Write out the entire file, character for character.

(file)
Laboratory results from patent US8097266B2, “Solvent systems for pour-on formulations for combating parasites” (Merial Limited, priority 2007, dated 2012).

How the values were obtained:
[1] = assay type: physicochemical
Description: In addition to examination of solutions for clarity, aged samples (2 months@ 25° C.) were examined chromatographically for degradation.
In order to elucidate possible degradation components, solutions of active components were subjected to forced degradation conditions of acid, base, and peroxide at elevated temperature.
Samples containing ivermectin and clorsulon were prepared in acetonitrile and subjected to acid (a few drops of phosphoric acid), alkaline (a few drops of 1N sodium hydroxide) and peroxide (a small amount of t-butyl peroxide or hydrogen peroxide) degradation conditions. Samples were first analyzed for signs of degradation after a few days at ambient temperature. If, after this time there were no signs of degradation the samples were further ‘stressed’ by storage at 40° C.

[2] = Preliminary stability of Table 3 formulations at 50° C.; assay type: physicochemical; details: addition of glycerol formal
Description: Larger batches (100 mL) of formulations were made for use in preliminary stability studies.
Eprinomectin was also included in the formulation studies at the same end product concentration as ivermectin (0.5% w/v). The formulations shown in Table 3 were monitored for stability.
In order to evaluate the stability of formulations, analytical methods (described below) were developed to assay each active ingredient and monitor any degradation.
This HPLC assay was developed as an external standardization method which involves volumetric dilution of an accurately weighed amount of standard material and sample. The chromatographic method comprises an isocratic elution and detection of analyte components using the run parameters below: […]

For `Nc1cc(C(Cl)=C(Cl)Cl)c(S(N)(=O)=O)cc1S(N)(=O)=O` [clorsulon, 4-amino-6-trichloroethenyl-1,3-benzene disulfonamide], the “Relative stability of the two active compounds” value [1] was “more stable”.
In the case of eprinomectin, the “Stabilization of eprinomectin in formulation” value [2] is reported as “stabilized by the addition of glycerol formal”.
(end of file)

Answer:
Laboratory results from patent US8097266B2, “Solvent systems for pour-on formulations for combating parasites” (Merial Limited, priority 2007, dated 2012).

How the values were obtained:
[1] = assay type: physicochemical
Description: In addition to examination of solutions for clarity, aged samples (2 months@ 25° C.) were examined chromatographically for degradation.
In order to elucidate possible degradation components, solutions of active components were subjected to forced degradation conditions of acid, base, and peroxide at elevated temperature.
Samples containing ivermectin and clorsulon were prepared in acetonitrile and subjected to acid (a few drops of phosphoric acid), alkaline (a few drops of 1N sodium hydroxide) and peroxide (a small amount of t-butyl peroxide or hydrogen peroxide) degradation conditions. Samples were first analyzed for signs of degradation after a few days at ambient temperature. If, after this time there were no signs of degradation the samples were further ‘stressed’ by storage at 40° C.

[2] = Preliminary stability of Table 3 formulations at 50° C.; assay type: physicochemical; details: addition of glycerol formal
Description: Larger batches (100 mL) of formulations were made for use in preliminary stability studies.
Eprinomectin was also included in the formulation studies at the same end product concentration as ivermectin (0.5% w/v). The formulations shown in Table 3 were monitored for stability.
In order to evaluate the stability of formulations, analytical methods (described below) were developed to assay each active ingredient and monitor any degradation.
This HPLC assay was developed as an external standardization method which involves volumetric dilution of an accurately weighed amount of standard material and sample. The chromatographic method comprises an isocratic elution and detection of analyte components using the run parameters below: […]

For `Nc1cc(C(Cl)=C(Cl)Cl)c(S(N)(=O)=O)cc1S(N)(=O)=O` [clorsulon, 4-amino-6-trichloroethenyl-1,3-benzene disulfonamide], the “Relative stability of the two active compounds” value [1] was “more stable”.
In the case of eprinomectin, the “Stabilization of eprinomectin in formulation” value [2] is reported as “stabilized by the addition of glycerol formal”.